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acai32
January 27th, 2009, 06:29 AM
I've been researching the basics to installing linux for the past few days and after deciding on Ubuntu, I have a few questions.

I've read that it would be wise to install /home on it's own partition. The reason for this would be so that if for some reason I had to reinstall Ubuntu, my files and settings would be safe.

I read these two guides on dual-booting Linux on a machine with Vista (http://apcmag.com/how_to_dualboot_vista_with_linux_vista_installed_f irst.htm?page=1 and https://help.ubuntu.com/community/WindowsDualBoot), but neither really addresses how to give the /home its own partition. Perhaps I'm reading really out of date documentation (http://www.control-escape.com/linux/contents.html), but maybe this is no longer required?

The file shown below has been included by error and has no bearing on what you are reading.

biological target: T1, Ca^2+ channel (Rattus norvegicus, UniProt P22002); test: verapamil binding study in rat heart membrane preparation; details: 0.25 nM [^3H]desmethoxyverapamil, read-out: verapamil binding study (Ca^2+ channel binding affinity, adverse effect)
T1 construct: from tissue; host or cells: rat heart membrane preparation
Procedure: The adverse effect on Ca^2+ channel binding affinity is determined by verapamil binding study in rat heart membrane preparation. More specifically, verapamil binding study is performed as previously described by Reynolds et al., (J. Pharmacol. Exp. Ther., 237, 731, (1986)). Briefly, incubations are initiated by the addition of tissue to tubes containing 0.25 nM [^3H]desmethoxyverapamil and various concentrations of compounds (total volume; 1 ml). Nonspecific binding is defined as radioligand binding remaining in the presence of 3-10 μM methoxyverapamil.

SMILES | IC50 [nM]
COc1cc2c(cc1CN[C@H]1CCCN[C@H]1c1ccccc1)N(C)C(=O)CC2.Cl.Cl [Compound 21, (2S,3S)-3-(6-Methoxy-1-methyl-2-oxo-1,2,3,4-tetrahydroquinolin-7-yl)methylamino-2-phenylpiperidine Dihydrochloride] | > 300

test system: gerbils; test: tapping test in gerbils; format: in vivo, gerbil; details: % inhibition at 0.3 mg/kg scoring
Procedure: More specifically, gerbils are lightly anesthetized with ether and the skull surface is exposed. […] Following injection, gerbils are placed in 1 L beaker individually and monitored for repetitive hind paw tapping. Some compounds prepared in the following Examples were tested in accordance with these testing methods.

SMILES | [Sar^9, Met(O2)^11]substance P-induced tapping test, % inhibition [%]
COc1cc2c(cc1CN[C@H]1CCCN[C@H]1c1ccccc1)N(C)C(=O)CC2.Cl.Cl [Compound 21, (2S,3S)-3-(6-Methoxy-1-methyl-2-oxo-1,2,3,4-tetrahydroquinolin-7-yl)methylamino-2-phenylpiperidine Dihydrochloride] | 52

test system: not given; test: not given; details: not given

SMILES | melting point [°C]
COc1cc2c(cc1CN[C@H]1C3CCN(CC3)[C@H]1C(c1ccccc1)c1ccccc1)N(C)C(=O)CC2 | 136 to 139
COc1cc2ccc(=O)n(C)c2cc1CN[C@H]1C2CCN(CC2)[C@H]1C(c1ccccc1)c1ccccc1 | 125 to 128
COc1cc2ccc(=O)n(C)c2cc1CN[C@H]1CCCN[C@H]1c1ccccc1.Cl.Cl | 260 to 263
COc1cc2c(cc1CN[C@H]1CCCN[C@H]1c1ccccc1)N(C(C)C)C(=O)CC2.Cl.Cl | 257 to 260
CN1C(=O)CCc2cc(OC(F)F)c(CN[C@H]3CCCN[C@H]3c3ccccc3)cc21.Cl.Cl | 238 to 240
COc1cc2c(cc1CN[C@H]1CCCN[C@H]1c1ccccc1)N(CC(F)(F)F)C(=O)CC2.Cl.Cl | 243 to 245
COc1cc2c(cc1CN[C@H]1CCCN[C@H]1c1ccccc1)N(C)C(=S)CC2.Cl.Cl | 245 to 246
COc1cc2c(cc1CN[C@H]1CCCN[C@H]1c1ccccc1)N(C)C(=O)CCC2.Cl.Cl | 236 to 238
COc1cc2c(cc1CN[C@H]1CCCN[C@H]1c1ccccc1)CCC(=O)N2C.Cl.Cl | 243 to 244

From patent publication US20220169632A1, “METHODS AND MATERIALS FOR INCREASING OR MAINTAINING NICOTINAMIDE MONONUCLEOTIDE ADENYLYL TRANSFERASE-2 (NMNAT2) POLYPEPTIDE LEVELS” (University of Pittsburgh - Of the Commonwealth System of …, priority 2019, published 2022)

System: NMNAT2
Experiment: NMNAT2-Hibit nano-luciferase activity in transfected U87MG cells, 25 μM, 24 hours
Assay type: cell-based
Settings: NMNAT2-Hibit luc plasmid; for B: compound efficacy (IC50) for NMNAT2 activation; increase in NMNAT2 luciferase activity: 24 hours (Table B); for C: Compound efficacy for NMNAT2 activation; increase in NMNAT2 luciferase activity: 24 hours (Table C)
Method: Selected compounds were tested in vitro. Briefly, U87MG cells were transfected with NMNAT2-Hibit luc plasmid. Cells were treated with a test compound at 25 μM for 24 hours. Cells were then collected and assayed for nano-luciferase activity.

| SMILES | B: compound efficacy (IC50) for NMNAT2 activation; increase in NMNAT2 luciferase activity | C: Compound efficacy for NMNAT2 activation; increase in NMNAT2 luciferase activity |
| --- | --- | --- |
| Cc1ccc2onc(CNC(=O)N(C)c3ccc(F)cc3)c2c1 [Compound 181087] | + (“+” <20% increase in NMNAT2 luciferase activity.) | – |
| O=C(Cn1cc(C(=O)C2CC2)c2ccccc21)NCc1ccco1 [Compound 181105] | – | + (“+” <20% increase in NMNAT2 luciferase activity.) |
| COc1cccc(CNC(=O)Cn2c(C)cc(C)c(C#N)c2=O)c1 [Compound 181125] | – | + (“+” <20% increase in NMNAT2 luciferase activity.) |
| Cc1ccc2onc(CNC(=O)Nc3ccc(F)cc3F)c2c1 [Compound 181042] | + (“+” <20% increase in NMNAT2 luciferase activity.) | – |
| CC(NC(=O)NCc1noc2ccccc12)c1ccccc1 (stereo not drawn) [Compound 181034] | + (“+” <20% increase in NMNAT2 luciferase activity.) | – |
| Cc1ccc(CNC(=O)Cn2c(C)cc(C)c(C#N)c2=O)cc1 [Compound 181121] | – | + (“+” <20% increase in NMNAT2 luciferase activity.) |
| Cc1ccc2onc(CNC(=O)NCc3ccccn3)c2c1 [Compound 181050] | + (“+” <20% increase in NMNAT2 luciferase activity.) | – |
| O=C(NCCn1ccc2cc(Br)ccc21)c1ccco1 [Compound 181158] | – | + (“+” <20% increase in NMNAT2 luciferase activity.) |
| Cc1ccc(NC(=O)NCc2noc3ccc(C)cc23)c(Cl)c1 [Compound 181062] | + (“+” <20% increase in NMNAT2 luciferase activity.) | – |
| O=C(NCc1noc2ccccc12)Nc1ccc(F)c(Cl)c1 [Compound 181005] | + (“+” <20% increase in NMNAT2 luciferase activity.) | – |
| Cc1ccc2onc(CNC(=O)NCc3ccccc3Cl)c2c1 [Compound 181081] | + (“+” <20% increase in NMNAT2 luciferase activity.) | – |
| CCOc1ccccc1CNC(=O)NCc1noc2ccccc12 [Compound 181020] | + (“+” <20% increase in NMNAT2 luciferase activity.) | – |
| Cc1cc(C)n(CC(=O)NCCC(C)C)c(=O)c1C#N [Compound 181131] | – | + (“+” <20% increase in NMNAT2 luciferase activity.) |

Another question is how do I know how large each partition should be? Assuming the above documentation is not extremely out-of-date, what are some rules of thumb on the size of the root, home and swap partitions?

Boomhauer
January 27th, 2009, 06:46 AM
if you want to make separate /home and / partitions, you will need to make 3 separate partitions from your vista partition. before you start making partitions, it would be a good idea to defrag your vista partition a couple of times to get everything condensed down. once you have done this, you can create the partitions with the ubuntu live cd by booting it to a desktop and then going to system>administration>partition editor.
as far as partition sizes go, 10 gb should be fine for your root (/) partition